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Drug-induced phototoxic reaction in Adult
Other Resources UpToDate PubMed

Drug-induced phototoxic reaction in Adult

Contributors: Susan Burgin MD, Michael D. Tharp MD, Neil Shear MD
Other Resources UpToDate PubMed


Drug-induced photosensitivity can be divided into 2 kinds of reactions: phototoxic and photoallergic.

Drug-induced phototoxicity results in a rash similar to sunburn. The rash is thought to result from a systemic drug (circulating in superficial dermal blood vessels) absorbing ultraviolet light (UVL) and releasing free radicals and reactive oxygen species, which damage or "burn" the skin in only those areas exposed to the UV source. All drugs that cause such a reaction absorb UV and/or visible radiation. The effects are dependent on both the dose of the drug and the amount of UVL that the person is exposed to.

In general, patients with a phototoxic drug eruption complain of burning.

Three types of clinical reactions can occur:
  • Immediate / Mild – Immediate onset of erythema occurring approximately 30 minutes after UVL exposure. This reaction is associated with burning and pruritus but minimal edema. It usually lasts for 1-2 days after stopping UVL exposure.
  • Immediate / Wheals – Immediate onset of transient wheals associated with burning. This reaction can occur with room light (non-UVL) and resolves rapidly after light exposure is stopped.
  • Delayed / Severe – Onset is 8-24 hours after UVL exposure. This reaction is associated with dark erythema, edema, and hyperpigmentation. Blistering may occur with severe reactions. It usually lasts 2-4 days after UVL exposure is stopped, but in some instances, it may persist for months.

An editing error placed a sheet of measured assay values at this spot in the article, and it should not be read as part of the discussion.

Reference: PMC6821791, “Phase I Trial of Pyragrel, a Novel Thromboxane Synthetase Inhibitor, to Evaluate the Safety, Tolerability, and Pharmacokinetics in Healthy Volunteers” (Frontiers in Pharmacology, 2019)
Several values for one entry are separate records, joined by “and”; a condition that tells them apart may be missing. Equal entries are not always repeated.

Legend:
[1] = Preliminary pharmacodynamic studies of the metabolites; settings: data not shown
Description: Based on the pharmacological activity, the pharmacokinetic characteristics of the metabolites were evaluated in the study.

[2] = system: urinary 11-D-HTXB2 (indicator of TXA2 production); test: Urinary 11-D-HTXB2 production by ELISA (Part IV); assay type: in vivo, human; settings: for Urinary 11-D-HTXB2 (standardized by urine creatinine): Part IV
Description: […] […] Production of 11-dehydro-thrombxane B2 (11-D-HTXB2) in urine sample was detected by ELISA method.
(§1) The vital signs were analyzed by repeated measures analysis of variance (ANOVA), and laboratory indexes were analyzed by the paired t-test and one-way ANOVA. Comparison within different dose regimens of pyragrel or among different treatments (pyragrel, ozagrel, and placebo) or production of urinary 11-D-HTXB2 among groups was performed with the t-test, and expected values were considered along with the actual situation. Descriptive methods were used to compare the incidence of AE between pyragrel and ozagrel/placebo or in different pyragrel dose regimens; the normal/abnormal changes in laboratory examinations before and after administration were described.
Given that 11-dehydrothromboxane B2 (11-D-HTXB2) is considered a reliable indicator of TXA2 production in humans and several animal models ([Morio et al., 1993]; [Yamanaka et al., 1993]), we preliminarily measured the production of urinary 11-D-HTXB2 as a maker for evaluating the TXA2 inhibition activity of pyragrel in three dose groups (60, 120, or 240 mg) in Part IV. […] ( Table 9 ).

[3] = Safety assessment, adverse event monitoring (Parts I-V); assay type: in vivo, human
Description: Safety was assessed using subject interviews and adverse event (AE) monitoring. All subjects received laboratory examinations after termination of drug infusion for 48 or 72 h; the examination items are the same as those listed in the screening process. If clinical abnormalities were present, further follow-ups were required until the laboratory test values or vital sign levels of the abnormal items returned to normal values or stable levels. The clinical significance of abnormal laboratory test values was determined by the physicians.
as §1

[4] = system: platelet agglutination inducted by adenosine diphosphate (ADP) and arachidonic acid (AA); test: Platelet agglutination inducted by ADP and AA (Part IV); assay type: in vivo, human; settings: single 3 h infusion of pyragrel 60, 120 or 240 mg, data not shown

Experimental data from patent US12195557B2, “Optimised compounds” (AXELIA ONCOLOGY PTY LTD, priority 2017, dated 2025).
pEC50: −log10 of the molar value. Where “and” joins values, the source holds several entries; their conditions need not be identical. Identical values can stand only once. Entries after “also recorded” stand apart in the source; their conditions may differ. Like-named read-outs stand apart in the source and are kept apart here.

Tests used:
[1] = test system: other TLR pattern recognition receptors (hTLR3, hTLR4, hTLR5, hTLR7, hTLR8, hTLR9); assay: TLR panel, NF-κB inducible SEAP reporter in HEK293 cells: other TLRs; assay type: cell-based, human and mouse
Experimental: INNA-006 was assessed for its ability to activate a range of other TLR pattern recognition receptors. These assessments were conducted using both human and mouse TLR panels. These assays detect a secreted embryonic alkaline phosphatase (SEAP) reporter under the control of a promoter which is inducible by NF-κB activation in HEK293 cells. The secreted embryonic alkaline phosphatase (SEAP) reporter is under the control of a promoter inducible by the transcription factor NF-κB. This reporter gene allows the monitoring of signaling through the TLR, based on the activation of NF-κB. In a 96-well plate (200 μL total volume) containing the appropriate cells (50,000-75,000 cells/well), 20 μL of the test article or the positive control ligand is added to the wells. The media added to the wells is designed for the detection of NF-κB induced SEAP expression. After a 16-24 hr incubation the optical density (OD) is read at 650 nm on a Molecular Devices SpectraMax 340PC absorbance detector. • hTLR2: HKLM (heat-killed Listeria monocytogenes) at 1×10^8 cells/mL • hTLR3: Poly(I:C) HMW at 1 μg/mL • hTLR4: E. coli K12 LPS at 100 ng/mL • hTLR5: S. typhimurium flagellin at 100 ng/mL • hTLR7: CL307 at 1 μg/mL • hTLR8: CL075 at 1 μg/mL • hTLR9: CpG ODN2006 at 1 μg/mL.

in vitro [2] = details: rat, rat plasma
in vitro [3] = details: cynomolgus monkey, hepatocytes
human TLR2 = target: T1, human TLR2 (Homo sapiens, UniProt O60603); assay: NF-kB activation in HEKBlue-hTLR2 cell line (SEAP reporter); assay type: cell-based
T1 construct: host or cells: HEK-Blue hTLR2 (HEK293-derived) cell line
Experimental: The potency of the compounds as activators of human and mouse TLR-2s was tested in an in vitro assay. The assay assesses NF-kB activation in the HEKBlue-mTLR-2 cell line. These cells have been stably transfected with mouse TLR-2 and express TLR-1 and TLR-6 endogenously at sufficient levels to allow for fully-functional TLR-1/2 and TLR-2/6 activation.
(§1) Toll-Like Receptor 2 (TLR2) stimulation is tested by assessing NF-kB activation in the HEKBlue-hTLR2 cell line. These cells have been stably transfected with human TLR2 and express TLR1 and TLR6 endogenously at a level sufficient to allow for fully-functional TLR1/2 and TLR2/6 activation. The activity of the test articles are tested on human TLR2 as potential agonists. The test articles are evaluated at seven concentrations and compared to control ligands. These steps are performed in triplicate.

Phototoxic drug reactions are predictable and dose related in the sense that all patients exposed to enough drugs and enough UV exposure will develop phototoxicity. Some of the more common offenders include the following: antiarrhythmics (amiodarone, quinidine), antifungals (voriconazole), diuretics (furosemide, thiazides), NSAIDs (nabumetone, naproxen, piroxicam), phenothiazines (chlorpromazine, prochlorperazine), psoralens (5-methoxypsoralen, 8-methoxypsoralen), quinolones (ciprofloxacin, lomefloxacin, nalidixic acid, sparfloxacin), tetracyclines (doxycycline, demeclocycline), vemurafenib, St. John's wort, topical tar.

Related topic: Drug-induced photosensitive reaction


L56.0 – Drug phototoxic response

83627000 – Phototoxic drug reaction

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Diagnostic Pearls

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Differential Diagnosis & Pitfalls

  • Sunburn
  • Drug-induced photoallergic reaction
  • Systemic lupus erythematosus
  • Dermatomyositis
  • Porphyria cutanea tarda
  • Pseudoporphyria
  • Airborne Allergic contact dermatitis
  • Phytophotodermatitis
  • Widespread contact dermatitis (see Allergic contact dermatitis, Irritant contact dermatitis)
  • Lichen planus (if lichenoid papules are present)
  • Atopic dermatitis
  • Subacute cutaneous lupus erythematosus
  • Pemphigus foliaceus
  • Pellagra

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Drug Reaction Data

Below is a list of drugs with literature evidence indicating an adverse association with this diagnosis. The list is continually updated through ongoing research and new medication approvals. Click on Citations to sort by number of citations or click on Medication to sort the medications alphabetically.

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Last Reviewed:03/27/2018
Last Updated:04/19/2018
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Drug-induced phototoxic reaction in Adult
A medical illustration showing key findings of Drug-induced phototoxic reaction : Bullae, Burning skin sensation, Edema, Erythema, Photodistributed, Pruritus, Hives
Clinical image of Drug-induced phototoxic reaction - imageId=337847. Click to open in gallery.  caption: 'Deep red patches and plaques on the dorsal wrists, hands, and fingers, sparing the area under the wristwatch, secondary to a medication.'
Deep red patches and plaques on the dorsal wrists, hands, and fingers, sparing the area under the wristwatch, secondary to a medication.
Copyright © 2024 VisualDx®. All rights reserved.